Gangsters are usually equated with Italians or the Irish, but in this film we are introduced to, what was new for me, Jewish gangsters. They aren't really any different from the others. The Italians and the Irish have always been depicted as closely affiliated with the Church of Rome, but the Jewish gangsters seem to be secular. There is no Synagogue of Jerusalem. They use the same method of disposing of people who are problems: a concrete coffin. It has occurred to me in the past, to wonder how many of the fantastic buildings we see in the large, American cities have offerings of human sacrifices in their foundations. Shades of the pagans of old!
One amusing highlight of the plot is when Bobby is scattering the ashes of his brother, Ben the gangster. It is mentioned that Ben had converted to Christianity because he wanted to be forgiven and go to Heaven in the afterlife. Judaism is much more pragmatic than Christianity, and doesn't offer an afterlife. Woody doesn't spell it out as I have done, but as a student of comparative religions, I appreciated Woody's joke.
The acting is superb. Jesse Eisenberg's Bobby Dorfman is totally different from his Mark Zuckerberg, the Facebook founder. He is appealing in this part, and I actually felt for him. Kirsten Stewart as Vonnie is equally attractive, and I felt for her too. Steve Carell as Phil, Bobby's uncle, is unrecognizable, and plays the part believably. As a fan of Steve Carell, I enjoyed his performance. Jeanie Berlin delivers a delightful cameo as Bobby's mother.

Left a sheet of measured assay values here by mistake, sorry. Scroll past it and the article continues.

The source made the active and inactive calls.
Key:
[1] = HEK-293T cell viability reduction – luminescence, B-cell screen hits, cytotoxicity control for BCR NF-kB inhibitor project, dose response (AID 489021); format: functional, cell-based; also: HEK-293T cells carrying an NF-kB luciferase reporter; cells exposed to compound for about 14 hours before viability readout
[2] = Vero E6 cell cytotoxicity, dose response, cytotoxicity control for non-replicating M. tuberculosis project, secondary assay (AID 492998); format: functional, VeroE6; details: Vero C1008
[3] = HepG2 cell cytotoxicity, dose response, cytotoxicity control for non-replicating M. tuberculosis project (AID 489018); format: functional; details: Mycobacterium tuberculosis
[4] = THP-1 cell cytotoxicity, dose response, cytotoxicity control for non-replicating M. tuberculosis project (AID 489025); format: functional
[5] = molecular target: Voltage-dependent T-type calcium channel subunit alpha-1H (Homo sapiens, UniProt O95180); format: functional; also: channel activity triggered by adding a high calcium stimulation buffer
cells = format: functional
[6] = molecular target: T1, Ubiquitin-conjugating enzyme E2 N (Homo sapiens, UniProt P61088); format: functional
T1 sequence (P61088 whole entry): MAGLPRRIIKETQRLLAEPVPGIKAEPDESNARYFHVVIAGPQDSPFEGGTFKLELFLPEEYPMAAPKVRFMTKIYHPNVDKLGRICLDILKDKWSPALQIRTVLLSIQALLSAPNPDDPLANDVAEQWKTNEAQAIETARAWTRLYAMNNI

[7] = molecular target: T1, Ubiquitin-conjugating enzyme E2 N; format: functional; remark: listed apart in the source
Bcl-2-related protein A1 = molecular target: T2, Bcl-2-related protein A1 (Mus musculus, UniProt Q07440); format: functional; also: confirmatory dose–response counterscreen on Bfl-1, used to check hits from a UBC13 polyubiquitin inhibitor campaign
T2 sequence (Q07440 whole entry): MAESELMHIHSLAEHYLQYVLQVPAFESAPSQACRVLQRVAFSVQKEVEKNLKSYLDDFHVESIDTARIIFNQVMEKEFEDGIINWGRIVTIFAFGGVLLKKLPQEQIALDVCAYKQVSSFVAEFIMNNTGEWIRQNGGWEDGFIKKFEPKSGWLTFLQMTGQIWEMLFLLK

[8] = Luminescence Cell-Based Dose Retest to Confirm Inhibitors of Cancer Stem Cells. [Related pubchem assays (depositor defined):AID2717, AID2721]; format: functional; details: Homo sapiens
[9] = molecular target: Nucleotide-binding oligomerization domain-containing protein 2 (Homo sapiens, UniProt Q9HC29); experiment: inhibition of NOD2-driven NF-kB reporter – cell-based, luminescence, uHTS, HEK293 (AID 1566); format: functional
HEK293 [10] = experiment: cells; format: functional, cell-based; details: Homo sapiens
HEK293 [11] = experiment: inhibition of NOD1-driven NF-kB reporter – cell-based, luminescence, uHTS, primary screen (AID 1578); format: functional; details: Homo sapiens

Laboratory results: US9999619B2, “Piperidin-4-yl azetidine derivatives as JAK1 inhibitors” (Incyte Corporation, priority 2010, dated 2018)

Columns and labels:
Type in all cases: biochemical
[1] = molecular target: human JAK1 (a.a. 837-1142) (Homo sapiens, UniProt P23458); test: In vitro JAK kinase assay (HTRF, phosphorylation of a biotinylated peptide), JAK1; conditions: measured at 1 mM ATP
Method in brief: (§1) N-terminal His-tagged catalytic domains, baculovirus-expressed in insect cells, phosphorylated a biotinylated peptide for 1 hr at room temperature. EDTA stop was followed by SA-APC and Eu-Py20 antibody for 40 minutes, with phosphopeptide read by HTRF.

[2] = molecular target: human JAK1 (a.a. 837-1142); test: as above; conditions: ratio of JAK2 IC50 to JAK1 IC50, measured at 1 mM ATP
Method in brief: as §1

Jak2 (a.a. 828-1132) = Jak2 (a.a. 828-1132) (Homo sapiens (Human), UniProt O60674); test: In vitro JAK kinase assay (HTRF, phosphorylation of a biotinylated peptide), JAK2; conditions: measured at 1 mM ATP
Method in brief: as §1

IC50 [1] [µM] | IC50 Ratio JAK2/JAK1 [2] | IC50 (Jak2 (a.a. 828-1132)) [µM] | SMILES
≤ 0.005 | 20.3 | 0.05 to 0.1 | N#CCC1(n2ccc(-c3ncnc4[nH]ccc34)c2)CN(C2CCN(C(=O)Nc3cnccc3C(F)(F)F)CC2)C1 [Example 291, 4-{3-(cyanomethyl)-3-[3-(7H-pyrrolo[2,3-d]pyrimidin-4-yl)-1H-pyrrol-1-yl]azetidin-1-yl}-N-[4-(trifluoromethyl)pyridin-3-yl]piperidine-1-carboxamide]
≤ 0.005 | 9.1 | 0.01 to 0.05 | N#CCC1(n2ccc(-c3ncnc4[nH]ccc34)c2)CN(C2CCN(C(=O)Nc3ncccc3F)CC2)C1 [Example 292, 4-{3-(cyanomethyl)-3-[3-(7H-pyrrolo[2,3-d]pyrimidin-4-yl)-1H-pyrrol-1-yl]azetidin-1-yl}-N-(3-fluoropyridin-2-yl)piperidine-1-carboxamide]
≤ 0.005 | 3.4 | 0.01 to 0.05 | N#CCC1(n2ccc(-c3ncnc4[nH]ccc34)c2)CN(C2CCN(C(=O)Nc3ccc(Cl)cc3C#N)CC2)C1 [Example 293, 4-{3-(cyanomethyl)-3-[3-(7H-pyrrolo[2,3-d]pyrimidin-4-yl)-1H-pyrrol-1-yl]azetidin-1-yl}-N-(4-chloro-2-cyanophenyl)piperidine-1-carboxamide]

Cafe Society ends with Bobby and Vonnie, separated from each other, bringing in the New Year with their respective spouses. As the year dies and is reborn, we see them both gazing sadly into space. What are they thinking, is the question we are left with. It seemed to me they were wondering if life would have been very different if they had made different choices. Does this reflect what Woody Allen, at 80 years of age, may himself feel about life?
I like Woody Allen's wittiness, and use of the English language. I also like his deep understanding of New York Jews, and his ability to laugh at, and with, his people with deep affection. This is such a Scottish trait too, so I relate.
I enjoyed the film, and laughed out loud, which is unusual. It really was funny in parts.